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International Journal of Poultry Science

.: Home > International Journal of Poultry Science > 2011 > Volume 10 Number 1 > 1. K.E. Anderson; 1. Z. Lowman; 2. Anne-Marie Stomp; 2. Jay Chang

Duckweed as a Feed Ingredient in Laying Hen Diets and its Effect on Egg Production and Composition

1. K.E. Anderson; 1. Z. Lowman; 2. Anne-Marie Stomp; 2. Jay Chang
1. Department of Poultry Science, North Carolina State University, Box 7608, Raleigh, NC 27695, USA; 2. Department of Bio- and Ag Engineering, North Carolina State University, Box 7625, Raleigh, NC 27695, USA
Abstract :

Duckweed, a prolific aquatic plant, can be used for products including: biofuels (ethanol) and animal feeds. Researchers at North Carolina State University have worked for a decade to develop a system to produce high-protein duckweed biomass utilizing the nutrient-rich effluent from anaerobic digestion of swine wastewater. This aspect of the project was to evaluate a feeding trial utilizing duckweed materials as a protein source in laying hen feed. The nutrient and energy composition of the Duckweed grown in these conditions was determined, then the impact of duckweed in a commercial layer diet on egg production and feed conversion was evaluated. The duckweed samples analyzed contained 29.05% CP, 25.08% C Fiber and 695 kcal/kg AMEn based on a feeding trial with marker. The analysis was used to formulate a layer diet containing 12.6% duckweed. Both the Control (C) and Duckweed (D) diets were formulated to be Iso-nitrogenous (18.1% Crude Protein) and Iso-caloric (2930 kcal/kg). Sixty Hy-Line, w-36 hens were randomly divided into 4 replicates each containing 15 hens from 76-88 wks of age, 2 replicates were placed on the C Diet and the remaining 2 were fed the D diet. Feed consumption and egg production monitored daily and each wk one days collection was analyzed for USDA Grades, haugh unit, shell strength, vitelline membrane strength and yolk color. On wks 3, 7 and 11 whole 6 egg pooled samples were collected and sent in for nutrient composition laboratory analysis. The D diet had no impact on the hen performance over that of the C diet group, 71.1 and 69.5% hen-day production, respectively. There was a significant increase in the percent Grade B eggs in the hens fed the D by 2% over the C hens. Surprisingly, there was no difference in the nutrient composition of the eggs except for Omega 3 levels which were 0.06 % higher (P < 0.0001) than in the C hens. The results indicate that duckweed can be fed at a 12.6% inclusion rate and not impact the performance of laying hens and may be a means of enhancing Omega 3 levels in eggs.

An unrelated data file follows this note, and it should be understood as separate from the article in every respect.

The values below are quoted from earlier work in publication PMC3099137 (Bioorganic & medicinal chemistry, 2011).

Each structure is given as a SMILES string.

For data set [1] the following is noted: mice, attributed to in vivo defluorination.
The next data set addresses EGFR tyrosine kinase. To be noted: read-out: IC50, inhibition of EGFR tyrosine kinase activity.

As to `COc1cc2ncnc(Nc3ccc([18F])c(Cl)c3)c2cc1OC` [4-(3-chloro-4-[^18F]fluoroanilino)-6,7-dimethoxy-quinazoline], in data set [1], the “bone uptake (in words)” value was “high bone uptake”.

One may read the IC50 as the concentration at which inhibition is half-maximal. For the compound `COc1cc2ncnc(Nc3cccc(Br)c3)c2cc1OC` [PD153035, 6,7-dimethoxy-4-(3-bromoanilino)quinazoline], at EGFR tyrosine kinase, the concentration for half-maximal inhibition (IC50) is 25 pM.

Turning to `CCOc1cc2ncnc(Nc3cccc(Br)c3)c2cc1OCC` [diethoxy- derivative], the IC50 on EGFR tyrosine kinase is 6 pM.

Keywords :
Chicken, duckweed, egg quality

Date Deposited : 30 Apr 2014 14:44

Last Modified : 30 Apr 2014 14:58

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Volume 10, Number 1, - 2011 , ISSN 1682-8356

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